Obama admitted that most Iraqis don't want continued U.S. military presence, saying "U.S. troop presence wouldn't have helped Iraq avoid this situation, but would have risked more lives. "
"As commander in chief, I will not allow the United States to be dragged into fighting another war in Iraq," he said. "American combat troops will not be returning to fight in Iraq, because there's no American military solution to the larger crisis there."
Since dispatching 300 U.S. military advisors to Iraq in June to help the Baghdad government confront rapidly advancing ISIL terrorists, Obama has insisted that the solution to the Iraqi crisis must be political through the formation of a new Iraqi government that brings in minority Sunnis and Kurds in addition to Shiites, who have ruled since the fall of Saddam Hussein in 2003.
U.S. warplanes bombed the ISIL fighters in two rounds of strikes near the northern Iraqi city of Erbil on Friday, after Obama authorized targeted airstrikes against ISIL on Thursday night.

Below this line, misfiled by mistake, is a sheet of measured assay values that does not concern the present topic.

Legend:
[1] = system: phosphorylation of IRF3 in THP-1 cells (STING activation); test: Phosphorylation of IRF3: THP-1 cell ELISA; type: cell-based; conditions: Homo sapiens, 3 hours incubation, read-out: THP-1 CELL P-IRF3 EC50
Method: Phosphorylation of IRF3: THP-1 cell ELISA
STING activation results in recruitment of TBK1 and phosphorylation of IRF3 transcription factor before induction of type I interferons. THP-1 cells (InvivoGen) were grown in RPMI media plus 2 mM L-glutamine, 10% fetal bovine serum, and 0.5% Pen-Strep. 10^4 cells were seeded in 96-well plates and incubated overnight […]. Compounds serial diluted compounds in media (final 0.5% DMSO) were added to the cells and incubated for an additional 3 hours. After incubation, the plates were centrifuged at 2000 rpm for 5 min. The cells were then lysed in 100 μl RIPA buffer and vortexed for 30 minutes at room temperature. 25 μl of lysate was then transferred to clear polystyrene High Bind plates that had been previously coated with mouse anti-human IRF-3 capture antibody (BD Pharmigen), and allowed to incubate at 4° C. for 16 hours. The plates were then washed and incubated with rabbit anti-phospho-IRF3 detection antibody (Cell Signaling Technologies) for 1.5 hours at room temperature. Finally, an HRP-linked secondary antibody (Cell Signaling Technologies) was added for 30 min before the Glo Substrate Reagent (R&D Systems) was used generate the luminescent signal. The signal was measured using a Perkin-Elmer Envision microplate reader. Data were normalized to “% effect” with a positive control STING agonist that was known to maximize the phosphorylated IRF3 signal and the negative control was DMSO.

The first strikes took place at 6:45 a.m. EDT (1045 GMT), when two F/A-18 aircraft from an aircraft carrier in the Gulf dropped two 500-pound laser-guided bombs on a mobile artillery piece near Erbil, the Pentagon said.
About four hours later, the second round of airstrikes " successfully eliminated" the ISIL militants and destroyed "a stationary ISIL convoy of seven vehicles" and mortar positions being used by the extremist group to shell Kurdish forces.
The U.S. military on Friday evening conducted the humanitarian mission in Iraq by airdropping food and water for thousands of Iraqi citizens threatened by ISIL militants.